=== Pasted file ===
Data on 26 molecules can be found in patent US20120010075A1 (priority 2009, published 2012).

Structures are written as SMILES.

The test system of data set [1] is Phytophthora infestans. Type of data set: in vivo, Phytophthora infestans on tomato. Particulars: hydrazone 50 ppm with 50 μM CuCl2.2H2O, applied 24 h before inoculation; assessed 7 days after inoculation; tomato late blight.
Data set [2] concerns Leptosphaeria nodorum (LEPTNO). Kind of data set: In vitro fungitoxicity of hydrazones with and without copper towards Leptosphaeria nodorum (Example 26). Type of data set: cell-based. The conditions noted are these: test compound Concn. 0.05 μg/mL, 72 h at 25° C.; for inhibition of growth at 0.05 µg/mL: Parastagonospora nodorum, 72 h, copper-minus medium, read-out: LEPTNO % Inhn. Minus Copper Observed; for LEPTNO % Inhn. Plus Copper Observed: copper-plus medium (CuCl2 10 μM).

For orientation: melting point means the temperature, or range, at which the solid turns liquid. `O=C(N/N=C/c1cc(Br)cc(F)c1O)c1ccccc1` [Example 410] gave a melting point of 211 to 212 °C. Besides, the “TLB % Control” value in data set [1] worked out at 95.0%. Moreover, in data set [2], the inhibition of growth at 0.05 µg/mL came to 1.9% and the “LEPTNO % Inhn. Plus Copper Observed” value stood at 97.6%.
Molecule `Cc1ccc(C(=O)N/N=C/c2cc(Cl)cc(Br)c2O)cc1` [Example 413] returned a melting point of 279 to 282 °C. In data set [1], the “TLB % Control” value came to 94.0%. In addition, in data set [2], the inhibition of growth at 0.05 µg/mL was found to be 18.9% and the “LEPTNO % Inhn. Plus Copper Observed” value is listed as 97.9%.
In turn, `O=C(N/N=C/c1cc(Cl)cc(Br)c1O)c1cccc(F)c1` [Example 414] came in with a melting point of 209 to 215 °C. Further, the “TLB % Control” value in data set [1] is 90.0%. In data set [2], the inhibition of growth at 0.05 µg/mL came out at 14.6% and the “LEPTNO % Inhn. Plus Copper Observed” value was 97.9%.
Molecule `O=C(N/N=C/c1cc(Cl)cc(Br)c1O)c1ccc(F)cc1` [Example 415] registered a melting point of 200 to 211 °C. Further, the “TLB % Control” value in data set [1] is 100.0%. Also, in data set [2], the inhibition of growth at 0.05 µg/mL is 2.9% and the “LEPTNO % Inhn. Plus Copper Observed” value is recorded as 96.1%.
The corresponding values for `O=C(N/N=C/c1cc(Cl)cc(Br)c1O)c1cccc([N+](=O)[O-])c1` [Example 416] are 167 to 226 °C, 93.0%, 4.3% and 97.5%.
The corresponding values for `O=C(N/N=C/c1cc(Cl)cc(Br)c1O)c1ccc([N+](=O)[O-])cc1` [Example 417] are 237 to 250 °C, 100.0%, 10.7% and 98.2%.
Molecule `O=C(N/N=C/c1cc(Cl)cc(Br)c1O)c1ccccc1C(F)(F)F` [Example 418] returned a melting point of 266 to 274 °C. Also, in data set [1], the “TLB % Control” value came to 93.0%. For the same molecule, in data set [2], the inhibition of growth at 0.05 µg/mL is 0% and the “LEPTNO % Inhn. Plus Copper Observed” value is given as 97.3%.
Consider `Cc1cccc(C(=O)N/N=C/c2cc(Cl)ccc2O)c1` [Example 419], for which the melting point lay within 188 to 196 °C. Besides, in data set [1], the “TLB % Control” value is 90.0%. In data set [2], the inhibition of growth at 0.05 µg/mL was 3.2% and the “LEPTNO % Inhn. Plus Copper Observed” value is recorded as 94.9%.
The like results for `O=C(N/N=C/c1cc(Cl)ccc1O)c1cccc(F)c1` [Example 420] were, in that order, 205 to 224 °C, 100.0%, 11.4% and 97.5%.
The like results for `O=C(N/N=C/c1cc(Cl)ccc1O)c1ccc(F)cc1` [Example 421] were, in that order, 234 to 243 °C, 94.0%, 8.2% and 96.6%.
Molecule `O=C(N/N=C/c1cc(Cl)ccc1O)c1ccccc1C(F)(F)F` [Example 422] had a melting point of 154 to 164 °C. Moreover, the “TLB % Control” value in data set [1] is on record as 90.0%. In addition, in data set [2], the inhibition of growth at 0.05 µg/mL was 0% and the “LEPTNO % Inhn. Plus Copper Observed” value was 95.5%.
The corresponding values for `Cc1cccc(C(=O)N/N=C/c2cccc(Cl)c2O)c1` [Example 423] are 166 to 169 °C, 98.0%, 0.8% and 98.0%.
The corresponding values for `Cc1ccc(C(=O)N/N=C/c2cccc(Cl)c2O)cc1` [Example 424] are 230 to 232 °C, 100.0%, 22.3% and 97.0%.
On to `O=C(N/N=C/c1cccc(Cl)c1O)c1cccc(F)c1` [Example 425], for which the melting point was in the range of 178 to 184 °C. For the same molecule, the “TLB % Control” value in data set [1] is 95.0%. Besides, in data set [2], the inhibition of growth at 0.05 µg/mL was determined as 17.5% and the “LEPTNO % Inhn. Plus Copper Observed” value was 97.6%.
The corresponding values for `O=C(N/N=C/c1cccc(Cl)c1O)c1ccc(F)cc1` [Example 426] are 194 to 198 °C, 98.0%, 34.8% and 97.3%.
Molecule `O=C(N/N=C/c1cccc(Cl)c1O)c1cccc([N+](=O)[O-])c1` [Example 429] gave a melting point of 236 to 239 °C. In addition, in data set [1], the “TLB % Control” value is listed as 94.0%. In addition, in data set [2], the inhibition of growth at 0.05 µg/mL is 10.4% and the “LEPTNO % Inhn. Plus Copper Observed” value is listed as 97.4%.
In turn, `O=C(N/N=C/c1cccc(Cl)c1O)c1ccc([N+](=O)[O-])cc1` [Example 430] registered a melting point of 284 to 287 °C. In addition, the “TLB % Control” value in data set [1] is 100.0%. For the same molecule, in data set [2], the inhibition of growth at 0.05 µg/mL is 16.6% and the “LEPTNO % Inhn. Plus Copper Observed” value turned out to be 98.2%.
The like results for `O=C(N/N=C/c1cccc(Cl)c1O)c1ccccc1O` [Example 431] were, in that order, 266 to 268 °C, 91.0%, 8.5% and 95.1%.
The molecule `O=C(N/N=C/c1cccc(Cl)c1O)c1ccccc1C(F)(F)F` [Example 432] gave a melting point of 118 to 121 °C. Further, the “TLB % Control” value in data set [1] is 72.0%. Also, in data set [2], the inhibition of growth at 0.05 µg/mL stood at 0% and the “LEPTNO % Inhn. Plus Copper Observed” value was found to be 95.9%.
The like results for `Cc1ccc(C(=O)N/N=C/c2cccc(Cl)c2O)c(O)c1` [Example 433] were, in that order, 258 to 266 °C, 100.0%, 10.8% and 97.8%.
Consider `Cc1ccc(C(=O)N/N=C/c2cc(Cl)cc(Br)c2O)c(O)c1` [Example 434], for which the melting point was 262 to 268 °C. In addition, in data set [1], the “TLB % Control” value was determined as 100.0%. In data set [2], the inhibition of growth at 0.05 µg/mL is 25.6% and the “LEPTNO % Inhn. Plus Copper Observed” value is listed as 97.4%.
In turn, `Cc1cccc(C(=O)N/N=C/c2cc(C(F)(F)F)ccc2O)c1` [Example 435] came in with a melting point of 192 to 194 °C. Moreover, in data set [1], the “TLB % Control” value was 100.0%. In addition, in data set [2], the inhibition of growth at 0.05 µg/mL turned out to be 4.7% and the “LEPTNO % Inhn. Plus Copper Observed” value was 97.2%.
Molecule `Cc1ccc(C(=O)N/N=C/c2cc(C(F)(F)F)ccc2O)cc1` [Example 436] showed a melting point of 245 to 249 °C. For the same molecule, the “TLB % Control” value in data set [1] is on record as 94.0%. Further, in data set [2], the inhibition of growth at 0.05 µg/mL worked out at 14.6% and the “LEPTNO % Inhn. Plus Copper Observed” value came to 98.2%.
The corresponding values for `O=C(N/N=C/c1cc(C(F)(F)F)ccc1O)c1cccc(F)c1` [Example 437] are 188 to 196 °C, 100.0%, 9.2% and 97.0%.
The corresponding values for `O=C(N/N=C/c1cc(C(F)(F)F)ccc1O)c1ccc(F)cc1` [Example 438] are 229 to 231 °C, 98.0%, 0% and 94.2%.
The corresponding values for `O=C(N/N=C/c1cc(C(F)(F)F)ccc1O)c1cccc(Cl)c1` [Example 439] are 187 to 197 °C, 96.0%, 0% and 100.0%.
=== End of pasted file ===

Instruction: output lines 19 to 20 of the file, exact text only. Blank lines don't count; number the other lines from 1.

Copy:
The corresponding values for `O=C(N/N=C/c1cccc(Cl)c1O)c1ccc(F)cc1` [Example 426] are 194 to 198 °C, 98.0%, 34.8% and 97.3%.
Molecule `O=C(N/N=C/c1cccc(Cl)c1O)c1cccc([N+](=O)[O-])c1` [Example 429] gave a melting point of 236 to 239 °C. In addition, in data set [1], the “TLB % Control” value is listed as 94.0%. In addition, in data set [2], the inhibition of growth at 0.05 µg/mL is 10.4% and the “LEPTNO % Inhn. Plus Copper Observed” value is listed as 97.4%.